I have always enjoyed networking.
It’s amazing how truly interconnected this world is. I recall when each Facebook profile linked to a diagram that showed a tangled web of how one’s contacts were connected. Now as a young professional, I see this in a real, tangible way. Wherever I go, I find someone who knows somebody from somewhere in my past.
This past week and current weekend have become somewhat of a networking bonanza for me. I’ll spare you the details of e-mails and LinkedIn invites and fast-forward to something a little more exciting.
Today I attended the PRSA-NY Career Forum at New York City’s Fashion Institute of Technology. At first I was worried about the small number of employers at the event (would I be wasting $15 dollars and train fare–these things add up quickly for the unemployed recent grad!), but I decided to view it more as an opportunity to get advice from seasoned professionals and start relationships that may help me down the road when the economic climate improves.
A couple examples of how little pieces of your past can reappear in your present/future:
- Upon receiving my résumé, an account executive from one of the agencies I am very interested in realized I graduated from high school with one of her best friends!
- Another agency was asking about my experience in sports, as they are launching a campaign with a healthcare client and the NFL. It turns out, the client is one I previously worked with while a marketing/global events management intern at TRACS, Inc.
Those are the little connections that make networking fun!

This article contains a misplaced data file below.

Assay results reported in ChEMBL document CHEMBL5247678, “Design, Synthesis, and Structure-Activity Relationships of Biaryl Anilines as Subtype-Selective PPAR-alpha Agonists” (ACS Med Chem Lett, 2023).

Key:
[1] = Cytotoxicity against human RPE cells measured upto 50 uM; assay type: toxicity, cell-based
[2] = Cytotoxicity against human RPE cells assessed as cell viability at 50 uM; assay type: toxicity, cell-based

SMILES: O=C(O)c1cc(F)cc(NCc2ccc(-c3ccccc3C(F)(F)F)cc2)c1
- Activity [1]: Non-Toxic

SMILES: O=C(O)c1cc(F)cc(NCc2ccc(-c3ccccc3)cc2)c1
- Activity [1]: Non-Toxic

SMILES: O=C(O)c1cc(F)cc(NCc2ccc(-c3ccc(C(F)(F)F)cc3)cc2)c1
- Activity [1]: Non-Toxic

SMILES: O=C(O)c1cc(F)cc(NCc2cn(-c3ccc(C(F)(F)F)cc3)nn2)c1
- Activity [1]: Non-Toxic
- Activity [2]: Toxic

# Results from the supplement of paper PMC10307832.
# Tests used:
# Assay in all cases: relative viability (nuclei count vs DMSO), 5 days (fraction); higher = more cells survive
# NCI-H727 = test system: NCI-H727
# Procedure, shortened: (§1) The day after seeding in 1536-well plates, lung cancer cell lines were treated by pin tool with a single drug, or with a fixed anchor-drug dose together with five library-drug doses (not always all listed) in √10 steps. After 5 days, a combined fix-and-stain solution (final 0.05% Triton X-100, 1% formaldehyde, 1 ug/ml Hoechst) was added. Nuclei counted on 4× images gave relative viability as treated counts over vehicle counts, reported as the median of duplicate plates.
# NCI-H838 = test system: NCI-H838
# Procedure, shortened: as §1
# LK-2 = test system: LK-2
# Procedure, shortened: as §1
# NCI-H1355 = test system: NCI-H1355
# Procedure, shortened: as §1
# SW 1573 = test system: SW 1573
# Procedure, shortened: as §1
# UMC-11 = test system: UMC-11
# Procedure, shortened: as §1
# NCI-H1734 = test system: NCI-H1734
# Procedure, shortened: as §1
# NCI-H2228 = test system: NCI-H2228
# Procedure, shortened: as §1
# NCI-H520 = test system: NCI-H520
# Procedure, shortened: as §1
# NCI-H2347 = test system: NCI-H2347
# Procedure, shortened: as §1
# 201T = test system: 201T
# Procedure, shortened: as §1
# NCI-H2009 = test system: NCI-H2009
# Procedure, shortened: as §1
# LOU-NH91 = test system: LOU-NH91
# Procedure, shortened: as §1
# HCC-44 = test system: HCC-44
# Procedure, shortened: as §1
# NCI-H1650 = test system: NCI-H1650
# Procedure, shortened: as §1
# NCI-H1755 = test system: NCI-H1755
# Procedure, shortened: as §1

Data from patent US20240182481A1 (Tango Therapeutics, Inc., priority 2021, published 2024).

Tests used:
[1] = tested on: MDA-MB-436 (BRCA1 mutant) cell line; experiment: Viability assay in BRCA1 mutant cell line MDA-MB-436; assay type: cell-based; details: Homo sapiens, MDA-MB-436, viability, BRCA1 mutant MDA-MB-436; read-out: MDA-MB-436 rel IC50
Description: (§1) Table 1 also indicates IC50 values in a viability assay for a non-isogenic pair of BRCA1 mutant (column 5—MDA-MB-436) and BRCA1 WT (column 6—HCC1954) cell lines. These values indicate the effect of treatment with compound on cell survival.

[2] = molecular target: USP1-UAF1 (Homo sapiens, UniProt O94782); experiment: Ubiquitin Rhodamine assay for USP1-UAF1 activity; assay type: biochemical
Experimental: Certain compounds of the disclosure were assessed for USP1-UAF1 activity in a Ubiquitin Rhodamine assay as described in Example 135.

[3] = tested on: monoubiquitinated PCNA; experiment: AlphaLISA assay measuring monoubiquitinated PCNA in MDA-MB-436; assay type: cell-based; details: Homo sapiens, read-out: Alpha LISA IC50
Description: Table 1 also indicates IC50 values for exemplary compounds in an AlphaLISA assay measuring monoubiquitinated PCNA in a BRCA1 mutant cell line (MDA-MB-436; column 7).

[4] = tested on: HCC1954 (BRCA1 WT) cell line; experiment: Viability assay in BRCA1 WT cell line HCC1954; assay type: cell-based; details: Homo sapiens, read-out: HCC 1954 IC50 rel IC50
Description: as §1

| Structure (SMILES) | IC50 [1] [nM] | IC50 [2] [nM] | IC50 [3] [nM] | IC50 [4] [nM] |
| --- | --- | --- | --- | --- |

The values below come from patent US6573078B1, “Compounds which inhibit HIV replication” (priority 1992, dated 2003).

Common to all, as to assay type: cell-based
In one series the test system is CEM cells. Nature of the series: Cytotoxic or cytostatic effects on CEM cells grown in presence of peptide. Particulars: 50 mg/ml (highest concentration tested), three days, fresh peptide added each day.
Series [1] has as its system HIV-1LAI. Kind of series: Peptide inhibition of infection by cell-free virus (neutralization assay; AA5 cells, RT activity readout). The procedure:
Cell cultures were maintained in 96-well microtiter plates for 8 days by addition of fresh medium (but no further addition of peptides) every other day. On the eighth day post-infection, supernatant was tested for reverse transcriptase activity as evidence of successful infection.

One of the highlights of the career forum was a keynote speech by Peter Shankman, founder of Help A Reporter Out. For the sports marketing enthusiast who may come across this blog, he’s analogous to a Bill Veeck (if Veeck had decided to pour all of his crazy ingenuity into the public relations business). I plan to write another entry about Shankman’s speech, but while on the subject of networking I’ll bring up two pieces of advice that he had for the crowd.
- Start each day by saying “Happy Birthday” to everyone on your Facebook profile celebrating their birthday that day. Be genuine, but also look for opportunities to start a conversation (“Happy birthday, you look great in your new photo!” or “Happy birthday! We’re long overdue for a drink, give me a call and we’ll make plans for a celebratory drink.”).
- Each day, go through your rolodex and pick out 10 business cards (for the up-and-coming professional like myself, this number may need to be reduced for the sheer fact that I’d be through my rolodex in a week’s time). Call those individuals just to “check in.” Ask what they are working on, see how their family is–that’s all it takes. Aim to talk to everyone in your rolodex a minimum of 3-4 times a year.
It is definitely a gutsy move and outside the comfort zone of most young professionals, but that is probably what makes it such a good tactic.
Despite this economy, I left the conference today feeling inspired and with greater confidence that I am in control of my own destiny.
My next big (and do I mean BIG) event is the Boston Marathon this coming Monday. It’s my third year as a volunteer, and I’m thrilled to be working media relations at the finish line.
According to the Boston Athletic Association, “In terms of on-site media coverage, the Boston Marathon ranks behind only the Super Bowl as the largest single day sporting event in the world.”
This, of course, makes for a fun, challenging environment for any aspiring sport publicist, and I am excited to be a part of it!
Check back soon for coverage of the marathon and thoughts pertaining to PR innovator Peter Shankman.